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February 12, 1996

Efficacy of Insulin and Sulfonylurea Combination Therapy in Type II Diabetes: A Meta-analysis of the Randomized Placebo-Controlled Trials

Author Affiliations

From the Carl T. Hayden Veterans Affairs Medical Center and the University of Arizona School of Medicine, Tucson.

Arch Intern Med. 1996;156(3):259-264. doi:10.1001/archinte.1996.00440030049007

Background:  Numerous studies demonstrate the efficacy of the combination therapy of insulin and sulfonylurea in subjects with type II diabetes mellitus. However, two recent meta-analyses of randomized trials during the last decade provided inconsistent conclusions and failed to resolve the controversy.

Objective:  To assess the efficacy of insulin and sulfonylurea combination therapy in type II diabetes mellitus by performing meta-analysis of only the controlled studies selected according to specific strict criteria.

Methods:  A computerized literature survey was conducted using the MEDLINE database from January 1980 through March 1992 with the search headings of "sulfonylurea" and "insulin" and "combination therapy in diabetes mellitus." A manual search was also performed using references from each retrieved report. Case reports, review articles, editorials, and citations reported in non— English-language journals without English translations were excluded. Forty-three citations were obtained. Four strict inclusion criteria were used to select studies: randomized, placebo-controlled trials (oral agent plus insulin vs placebo plus insulin); homogeneous target population (subjects with type II diabetes); intervention using the same sulfonylurea agent in a combination therapy; and uniform outcome measures to evaluate efficacy such as body weight; values for serum glucose, glycohemoglobin, and C peptide; daily insulin dosage; and lipid concentrations. More stringent qualitative subcriteria were then used to eliminate bias in the final unanimous selection by two blinded reviewers. Data were pooled and analyzed using Student's t test and Winer's combined test.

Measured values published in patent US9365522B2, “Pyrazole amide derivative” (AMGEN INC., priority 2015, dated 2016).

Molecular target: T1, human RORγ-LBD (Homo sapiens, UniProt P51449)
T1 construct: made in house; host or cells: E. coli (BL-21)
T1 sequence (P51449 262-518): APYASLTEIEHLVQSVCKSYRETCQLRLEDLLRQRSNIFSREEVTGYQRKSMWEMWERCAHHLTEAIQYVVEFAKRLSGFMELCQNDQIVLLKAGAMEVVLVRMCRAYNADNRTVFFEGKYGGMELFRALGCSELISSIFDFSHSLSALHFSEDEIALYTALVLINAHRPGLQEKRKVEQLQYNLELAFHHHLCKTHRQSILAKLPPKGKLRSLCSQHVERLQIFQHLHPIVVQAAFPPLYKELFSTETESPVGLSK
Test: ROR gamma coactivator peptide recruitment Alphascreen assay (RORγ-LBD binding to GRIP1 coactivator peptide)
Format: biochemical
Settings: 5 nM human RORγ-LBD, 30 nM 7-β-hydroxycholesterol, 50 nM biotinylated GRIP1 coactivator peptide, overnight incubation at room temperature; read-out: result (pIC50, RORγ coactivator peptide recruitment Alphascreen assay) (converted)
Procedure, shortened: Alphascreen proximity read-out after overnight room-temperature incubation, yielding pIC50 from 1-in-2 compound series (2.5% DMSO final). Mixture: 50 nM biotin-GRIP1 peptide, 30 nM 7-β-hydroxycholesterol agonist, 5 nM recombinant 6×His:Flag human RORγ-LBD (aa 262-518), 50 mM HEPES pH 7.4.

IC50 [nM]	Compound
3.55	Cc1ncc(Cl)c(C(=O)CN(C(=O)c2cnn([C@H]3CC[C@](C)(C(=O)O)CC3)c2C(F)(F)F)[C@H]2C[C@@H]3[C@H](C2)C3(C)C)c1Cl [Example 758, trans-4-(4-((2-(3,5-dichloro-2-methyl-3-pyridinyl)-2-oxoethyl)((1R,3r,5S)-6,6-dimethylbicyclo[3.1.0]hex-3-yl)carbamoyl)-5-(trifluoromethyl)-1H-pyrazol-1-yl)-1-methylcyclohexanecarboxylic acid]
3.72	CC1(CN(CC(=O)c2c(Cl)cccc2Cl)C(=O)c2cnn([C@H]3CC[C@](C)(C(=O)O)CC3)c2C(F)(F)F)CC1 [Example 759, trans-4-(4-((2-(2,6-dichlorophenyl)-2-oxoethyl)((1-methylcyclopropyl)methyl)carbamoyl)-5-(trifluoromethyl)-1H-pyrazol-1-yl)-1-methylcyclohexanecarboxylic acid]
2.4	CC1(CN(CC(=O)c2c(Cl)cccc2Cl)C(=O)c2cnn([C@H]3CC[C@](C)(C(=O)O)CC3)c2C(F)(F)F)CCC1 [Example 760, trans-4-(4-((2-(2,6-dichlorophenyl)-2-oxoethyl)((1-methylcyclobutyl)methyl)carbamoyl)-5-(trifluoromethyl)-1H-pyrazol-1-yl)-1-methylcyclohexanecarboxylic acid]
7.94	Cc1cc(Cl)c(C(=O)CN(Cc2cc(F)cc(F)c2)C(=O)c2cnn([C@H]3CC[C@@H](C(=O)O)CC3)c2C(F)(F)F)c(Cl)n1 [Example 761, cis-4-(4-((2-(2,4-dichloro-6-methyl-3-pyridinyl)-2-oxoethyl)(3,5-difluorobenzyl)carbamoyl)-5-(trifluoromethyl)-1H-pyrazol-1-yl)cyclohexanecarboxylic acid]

Results:  Sixteen studies satisfied the inclusion criteria. Metabolic control improved with the combination therapy as reflected by a significant lowering of fasting serum glucose values (P<.01) and glycohemoglobin concentrations (P<.025). Moreover, improved metabolic control was achieved with a significantly smaller daily insulin dose (P<.01) and without a significant change in body weight. Finally, the combination therapy enhanced the endogenous insulin secretion as expressed by an increase in fasting serum C peptide concentration (P<.05).

Conclusions:  Combination therapy with insulin and sulfonylurea may be a more appropriate and a suitable option to insulin monotherapy in subjects with non—insulin-dependent diabetes in whom primary or secondary failure to sulfonylurea developed. It may also be a more cost-effective way of long-term management in this group of subjects, especially in the elderly.(Arch Intern Med. 1996;156:259-264)

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